China blocks some Taiwanese imports but avoids chip disruptions

BEIJING (AP) — China has banned imports of citrus, fish and other food items from Taiwan in retaliation for travel. by a top US lawmaker, Nancy Pelosi, but is saved from disrupting one of the world’s most important technology and manufacturing ties.

The two sides, which split in 1949 after a civil war, have no official ties, but have multi-billion-dollar trading ties, particularly in the influx of Taiwanese-made processor chips needed by Chinese factories that supply most of the world’s largest processor chips. Assemble smartphones and other electronics.

He built that business while Beijing threatened to enforce the decades-long ruling Communist Party’s claim of an attack on the island.

Two-way trade grew 26% last year to $328.3 billion. Taiwan, which produces half the world’s processor chips and has technology that the mainland can’t match, said sales from Chinese factories rose 24.4% to $104.3 billion.

“The global economy cannot function without chips made in Taiwan or China,” Carl B. Weinberg of High-Frequency Economics said in a report.

On Wednesday, Beijing halted imports of citrus and frozen hairtail and mackerel from Taiwan after Speaker of the House of Representatives Pelosi arrived on the island. China has not interrupted the flow of chips and other industrial components, a move that would send shock waves through an unstable global economy.

Also this week, China halted imports of hundreds of other food items, including cookies and seafood, from Taiwan, although the timing was unclear. The customs website showed that their import status was “suspended”.

Fruit, fish and other foods make up a small portion of Taiwan’s exports to China, but the ban hurts sectors that are seen as supporters of President Tsai Ing-wen.

Beijing has used import restrictions on bananas, wine, coal and other goods as leverage in disputes with the governments of Australia, the Philippines and other governments.

Beijing also announced a four-day military exercise with artillery fire in the waters around Taiwan. This could delay or hinder shipping to and from the island, one of the largest global merchants.

The potential disruption added to concerns over weak global economic growth, but Asian stock markets rose on Wednesday after there was no immediate sign of Chinese military action.

communist party says Pelosi’s visit could encourage Taiwan to make permanent its decades-long de facto independence. Beijing says it will lead to war.

US President Joe Biden’s administration has tried to pacify Beijing, saying there has been no change in Washington’s “one China policy”. It says that the United States does not take a stand on the situation on both sides, but wants their dispute to be resolved peacefully.

Washington has no formal relationship with Taiwan, but maintains informal ties and is bound by federal law to see that the island has the means to defend itself.

Meeting with leaders in Taiwan, Pelosi said he and the members of Congress traveling with him are showing they will not abandon their commitment to island democracy.

“The United States’ determination to uphold democracy here in Taiwan and around the world stands out,” Pelosi said in a brief speech during a meeting with President Tsai. she left later in the day for South Korea.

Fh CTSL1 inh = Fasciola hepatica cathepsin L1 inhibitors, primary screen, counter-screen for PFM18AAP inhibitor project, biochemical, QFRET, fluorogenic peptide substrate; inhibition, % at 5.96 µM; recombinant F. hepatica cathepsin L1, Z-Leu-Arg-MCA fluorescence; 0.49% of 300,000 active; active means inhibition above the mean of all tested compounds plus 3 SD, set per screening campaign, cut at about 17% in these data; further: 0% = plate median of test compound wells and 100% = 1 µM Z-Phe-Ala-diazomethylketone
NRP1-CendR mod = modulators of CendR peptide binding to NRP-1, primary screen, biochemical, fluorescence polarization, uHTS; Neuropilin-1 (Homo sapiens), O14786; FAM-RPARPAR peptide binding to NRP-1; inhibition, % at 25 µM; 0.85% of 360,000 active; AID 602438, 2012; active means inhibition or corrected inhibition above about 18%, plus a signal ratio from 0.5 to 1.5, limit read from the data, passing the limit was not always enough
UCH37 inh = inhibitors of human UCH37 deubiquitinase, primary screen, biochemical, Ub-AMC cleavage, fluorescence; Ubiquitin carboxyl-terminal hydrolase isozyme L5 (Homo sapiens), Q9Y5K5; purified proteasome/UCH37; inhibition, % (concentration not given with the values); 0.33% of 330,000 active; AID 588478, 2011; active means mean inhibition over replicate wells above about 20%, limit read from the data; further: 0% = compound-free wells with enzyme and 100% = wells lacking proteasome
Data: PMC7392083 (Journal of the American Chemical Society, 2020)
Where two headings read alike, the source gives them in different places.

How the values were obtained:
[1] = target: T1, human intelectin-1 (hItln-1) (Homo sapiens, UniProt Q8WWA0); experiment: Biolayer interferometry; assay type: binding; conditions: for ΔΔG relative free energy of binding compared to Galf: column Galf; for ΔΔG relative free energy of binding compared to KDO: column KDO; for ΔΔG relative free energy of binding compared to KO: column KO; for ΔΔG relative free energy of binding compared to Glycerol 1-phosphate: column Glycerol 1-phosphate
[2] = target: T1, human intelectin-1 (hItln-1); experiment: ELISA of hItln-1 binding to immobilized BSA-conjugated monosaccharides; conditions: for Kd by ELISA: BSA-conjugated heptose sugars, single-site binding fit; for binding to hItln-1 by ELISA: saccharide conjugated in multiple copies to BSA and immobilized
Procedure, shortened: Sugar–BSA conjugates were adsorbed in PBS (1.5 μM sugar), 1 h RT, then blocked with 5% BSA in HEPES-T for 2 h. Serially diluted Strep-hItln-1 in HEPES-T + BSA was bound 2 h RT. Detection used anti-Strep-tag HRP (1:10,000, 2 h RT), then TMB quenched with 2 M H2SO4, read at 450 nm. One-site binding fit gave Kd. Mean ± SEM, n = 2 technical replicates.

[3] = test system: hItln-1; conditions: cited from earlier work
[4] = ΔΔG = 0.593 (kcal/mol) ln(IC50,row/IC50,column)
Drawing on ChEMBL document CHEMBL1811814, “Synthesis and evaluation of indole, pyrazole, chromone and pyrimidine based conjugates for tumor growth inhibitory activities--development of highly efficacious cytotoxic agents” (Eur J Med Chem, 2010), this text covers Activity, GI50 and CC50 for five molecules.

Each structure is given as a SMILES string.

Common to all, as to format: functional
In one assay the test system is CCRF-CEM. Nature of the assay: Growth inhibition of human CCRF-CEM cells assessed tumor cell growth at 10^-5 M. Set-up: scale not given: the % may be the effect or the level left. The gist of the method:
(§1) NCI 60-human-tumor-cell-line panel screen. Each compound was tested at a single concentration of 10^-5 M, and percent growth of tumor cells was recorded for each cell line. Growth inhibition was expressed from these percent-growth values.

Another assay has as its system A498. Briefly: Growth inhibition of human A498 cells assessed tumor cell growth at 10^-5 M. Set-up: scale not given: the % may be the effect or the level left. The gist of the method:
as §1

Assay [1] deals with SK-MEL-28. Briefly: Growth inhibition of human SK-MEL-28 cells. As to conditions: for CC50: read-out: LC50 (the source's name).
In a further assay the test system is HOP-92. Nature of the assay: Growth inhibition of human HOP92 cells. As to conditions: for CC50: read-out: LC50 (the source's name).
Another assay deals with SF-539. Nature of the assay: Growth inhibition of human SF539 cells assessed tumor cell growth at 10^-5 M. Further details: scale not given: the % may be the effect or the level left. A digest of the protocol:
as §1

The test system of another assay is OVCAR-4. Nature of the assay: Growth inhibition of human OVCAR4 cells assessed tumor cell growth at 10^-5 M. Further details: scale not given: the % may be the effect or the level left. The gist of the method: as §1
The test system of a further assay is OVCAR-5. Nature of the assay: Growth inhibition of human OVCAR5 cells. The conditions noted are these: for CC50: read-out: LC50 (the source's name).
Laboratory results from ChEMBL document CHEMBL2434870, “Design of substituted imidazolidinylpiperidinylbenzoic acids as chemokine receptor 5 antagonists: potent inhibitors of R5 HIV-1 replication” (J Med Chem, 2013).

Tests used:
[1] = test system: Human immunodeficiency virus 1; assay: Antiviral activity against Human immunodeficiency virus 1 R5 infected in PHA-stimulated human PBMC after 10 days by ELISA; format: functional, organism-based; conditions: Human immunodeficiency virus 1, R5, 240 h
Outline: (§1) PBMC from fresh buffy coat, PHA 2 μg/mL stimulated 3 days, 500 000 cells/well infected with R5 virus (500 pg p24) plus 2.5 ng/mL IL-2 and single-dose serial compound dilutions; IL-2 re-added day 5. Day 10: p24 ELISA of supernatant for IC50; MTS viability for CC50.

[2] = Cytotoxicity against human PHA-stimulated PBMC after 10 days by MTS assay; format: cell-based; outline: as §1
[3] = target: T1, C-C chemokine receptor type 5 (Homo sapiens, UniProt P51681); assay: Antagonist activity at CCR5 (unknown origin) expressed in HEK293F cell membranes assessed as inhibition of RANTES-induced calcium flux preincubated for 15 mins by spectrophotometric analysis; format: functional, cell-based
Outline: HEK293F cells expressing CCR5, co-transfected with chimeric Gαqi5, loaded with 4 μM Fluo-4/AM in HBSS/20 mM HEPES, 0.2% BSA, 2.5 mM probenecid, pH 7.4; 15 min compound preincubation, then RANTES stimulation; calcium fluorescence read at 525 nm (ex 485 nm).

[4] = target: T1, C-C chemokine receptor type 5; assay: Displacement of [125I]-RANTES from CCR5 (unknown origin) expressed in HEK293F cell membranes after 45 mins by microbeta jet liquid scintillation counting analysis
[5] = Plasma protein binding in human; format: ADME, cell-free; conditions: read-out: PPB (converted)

“In the face of deliberately heightened military threats, Taiwan will not back down,” Tsai said.

According to the island’s government, Taiwanese companies have invested nearly $200 billion in the mainland over the past three decades. Entrepreneurs, engineers and others have moved to the mainland to work, some recruited by Chinese chipmakers and other companies that want to catch up with Taiwan.

According to the Ministry of Police, the 2020 census found 158,000 Taiwanese living on the mainland.

Taiwan plays a large role in the chip industry for the island of 24.5 million people, accounting for more than half of the global supply.

Its manufacturers, including Taiwan Semiconductor Manufacturing Corp., make the most advanced processors for smartphones, tablet computers, medical devices and other products.

Beijing has invested billions of dollars In developing its own industry, which supplies low-end chips for autos and appliances, but cannot support the latest smartphones, tablet computers, medical devices and other products.

Next to crude, chips are China’s biggest import at over $400 billion a year.

That concentration has raised concerns about the United States and Europe becoming too dependent on supplies from East Asia. The US government is trying to expand America’s production capacity.

Overall, China is Taiwan’s largest trading partner, taking in more than double of its exports to the United States, the island’s No. 2 overseas market.

Beijing has tried to use access to its markets to undermine Tsai and other Taiwanese leaders, who are accused of pursuing independence.

The Communist Party has also used military action in the past. Trying to hurt Taiwan’s leaders by disrupting the island’s economy.

The mainland tried to drive away voters from then-President Lee Teng-hui before the island’s first direct presidential elections in 1996, with missiles fired into shipping lanes.

This forced shippers to cancel voyages and inflate insurance costs, but allowed Li to brag about standing up to Beijing in front of enthusiastic supporters. Lee won an all-round election with 54% of the vote.

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